One mile deep. Ten miles wide. One hundred and sixty miles long. Covering 1.2 million acres in northern Arizona, Grand Canyon is a breathtaking act of geology. Teddy Roosevelt called it “the one great sight every American should see.” The panorama from the rim is one of the most impressive sights in the world, but Grand Canyon is much more than just a pretty view. Hidden within its depths are fascinating creatures, geologic marvels, the ruins of an ancient civilization, and some of the best outdoor adventures in North America.
Where to Stay
Find family-friendly accommodations near Grand Canyon National Park from traditional hotels to private vacation rentals through Stay22.com:
Unfortunately, most Grand Canyon visitors step out of their cars, take in the breathtaking views, and then wonder what to do next. Don’t be that visitor! Grand Canyon has it all, but it can be an incredibly overwhelming place. To really get the most out of a trip Grand Canyon, spend several days exploring the park’s magnificent sights.
Explore the Best of the South Rim
Start your adventure at the South Rim Visitor Center (75 miles north of Flagstaff , Arizona ), which offers excellent exhibits on the history and geology of Grand Canyon. Next walk to nearby Mather Point, which offers breathtaking views of the Canyon. (Note: If the crowds are bad at Mather Point, keep moving. There are plenty of other equally beautiful—and less crowded—viewpoints further on.) Free shuttles head to popular viewpoints, or you can rent bikes and enjoy riding from viewpoint to viewpoint along the rim. At Yavapai Point enjoy the brand new Trail of Time, a walkable timeline of Earth history where one meter equals one million years. Finish off your day with sunset at Hopi Point, which offers some of the best views on the South Rim, and then head to Grand Canyon Village for dinner at a historic park lodge.
Hike Through Time
A handful of trails descend into the Canyon from the South Rim, offering a spectacular display of Grand Canyon’s ancient geology. The Bright Angel Trail is the most popular trail in the park, but it often gets crowded in the spring, summer, and fall. A lesser known but equally beautiful option is the Hermit Trail, which starts from Hermits Rest at the end of Hermit Drive. From Grand Canyon Village catch the free shuttle to Hermits Rest, then follow the trail into the Canyon. As you hike past progressively older layers of rocks, keep your eyes out for big horn sheep, California condors, and fossilized reptile tracks. Bring plenty of food and water, and remember: hiking down is easy, hiking up is hard. Know your limits and give yourself plenty of time to return before sunset.
Drive to Lake Powell
From Grand Canyon Village, drive east along Desert View Road, enjoying the South Rim’s majestic eastern viewpoints as you head to the park’s easternmost exit. After stopping at Desert View, which offers tremendous views of the Colorado River, exit the park and drive 100 miles north to Glen Canyon Dam and Lake Powell. Lying just north of Grand Canyon, 710-foot Glen Canyon Dam holds back four trillion gallons of Colorado River water, creating a shimmering lake in the desert. Take a guided boat tour of Lake Powell , then spend the night at a hotel along its rocky shore.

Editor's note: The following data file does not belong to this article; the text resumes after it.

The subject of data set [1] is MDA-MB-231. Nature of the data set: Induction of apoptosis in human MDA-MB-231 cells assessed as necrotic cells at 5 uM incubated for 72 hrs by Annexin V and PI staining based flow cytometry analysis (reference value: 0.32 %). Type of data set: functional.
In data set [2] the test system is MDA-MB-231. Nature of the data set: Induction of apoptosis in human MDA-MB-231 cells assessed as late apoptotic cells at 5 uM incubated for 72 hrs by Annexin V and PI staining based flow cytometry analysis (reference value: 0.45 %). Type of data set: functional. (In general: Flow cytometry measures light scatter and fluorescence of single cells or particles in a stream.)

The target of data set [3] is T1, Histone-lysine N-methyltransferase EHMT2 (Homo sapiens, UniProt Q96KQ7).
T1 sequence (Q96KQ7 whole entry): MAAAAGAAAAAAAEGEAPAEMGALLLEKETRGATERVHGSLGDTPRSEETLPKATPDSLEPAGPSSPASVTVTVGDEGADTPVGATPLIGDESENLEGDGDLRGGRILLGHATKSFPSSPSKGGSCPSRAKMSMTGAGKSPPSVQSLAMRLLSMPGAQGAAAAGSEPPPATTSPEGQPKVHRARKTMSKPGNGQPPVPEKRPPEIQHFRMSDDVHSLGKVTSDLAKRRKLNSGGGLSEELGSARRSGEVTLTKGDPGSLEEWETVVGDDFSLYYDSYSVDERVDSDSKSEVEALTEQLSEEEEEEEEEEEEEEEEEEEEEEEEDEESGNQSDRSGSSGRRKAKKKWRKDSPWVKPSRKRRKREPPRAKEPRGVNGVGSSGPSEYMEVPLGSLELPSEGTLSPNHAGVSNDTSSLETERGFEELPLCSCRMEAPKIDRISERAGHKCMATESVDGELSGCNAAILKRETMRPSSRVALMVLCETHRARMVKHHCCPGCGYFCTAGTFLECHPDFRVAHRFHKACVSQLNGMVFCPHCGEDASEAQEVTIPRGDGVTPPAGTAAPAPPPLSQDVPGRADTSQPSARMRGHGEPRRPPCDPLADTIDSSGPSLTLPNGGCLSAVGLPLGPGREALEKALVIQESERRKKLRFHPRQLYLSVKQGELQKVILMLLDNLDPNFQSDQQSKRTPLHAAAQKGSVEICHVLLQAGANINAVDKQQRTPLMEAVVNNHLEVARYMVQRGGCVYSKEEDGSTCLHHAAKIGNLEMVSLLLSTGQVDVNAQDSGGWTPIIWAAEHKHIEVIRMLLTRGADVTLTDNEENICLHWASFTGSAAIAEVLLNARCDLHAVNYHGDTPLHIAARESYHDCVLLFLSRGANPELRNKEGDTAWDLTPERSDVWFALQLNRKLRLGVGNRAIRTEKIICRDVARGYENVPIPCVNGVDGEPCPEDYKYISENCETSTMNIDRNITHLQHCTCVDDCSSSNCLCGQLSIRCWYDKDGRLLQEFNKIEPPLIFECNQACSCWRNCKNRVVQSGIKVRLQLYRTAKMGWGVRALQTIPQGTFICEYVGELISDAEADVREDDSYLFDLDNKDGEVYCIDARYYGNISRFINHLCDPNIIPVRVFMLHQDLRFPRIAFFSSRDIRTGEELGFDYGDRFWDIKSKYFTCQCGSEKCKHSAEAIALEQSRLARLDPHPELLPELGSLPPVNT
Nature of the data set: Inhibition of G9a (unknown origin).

Head to Grand Canyon ‘s Spectacular North Rim
From the dusty deserts surrounding Lake Powell, drive up into the forested plateau that forms Grand Canyon ‘s North Rim. Surrounded by a boreal forest more reminiscent of the Rockies than the desert Southwest, the North Rim offers one-tenth the crowds of the South Rim—but with equally spectacular views. Several great hiking trails wander through the pine forests along the rim, including my personal favorite: Cape Final, which offers panoramic views of eastern Grand Canyon and the deserts beyond. At night you can camp out at the North Rim Campground or stay in a cabin at the rustic Grand Canyon Lodge.
Explore Grand Canyon by Mule
The 14-mile North Kaibab Trail, which descends 6,000-feet from the edge of the North Rim to the Colorado River, is one of the longest and most beautiful trails in Grand Canyon . But you don’t have to spend multiple days backpacking the trail to enjoy its dramatic sights. Half-day mule rides are offered on the North Kaibab Trail, descending 2,300 feet through multiple rock layers. After turning around and ascending the trail (letting the mule do all the hard work for you), enjoy a snack or cocktail on the porch of the Grand Canyon lodge. Stick around for a spectacular sunset, then hang out next to the giant stone fireplace under billions of stars.
Get in Touch With Your Inner Cowboy
If you’ve got the time (and the money), finish off your Grand Canyon adventure with a night at the Bar 10 Ranch, a spectacular working cattle ranch located along the North Rim. Horseback riding, ATV rides, skeet shooting, and helicopter tours are just some of the daytime activities available. After sitting down to a hearty Western-style supper, you can spend the night in a covered wagon outfitted with a comfy double mattress!
James Kaiser is an award-winning author of books about several national parks, and in honor of National Park Week and some of his favorite parks, he has written itineraries for road tripping families for a few of his favorite parks. Today’s post gives families his tips on how to explore Grand Canyon National Park. James’ book, Grand Canyon: The Complete Guide: Grand Canyon National Park, has won several awards, and has spectacular photos as well as great tips and information on how to best enjoy the park.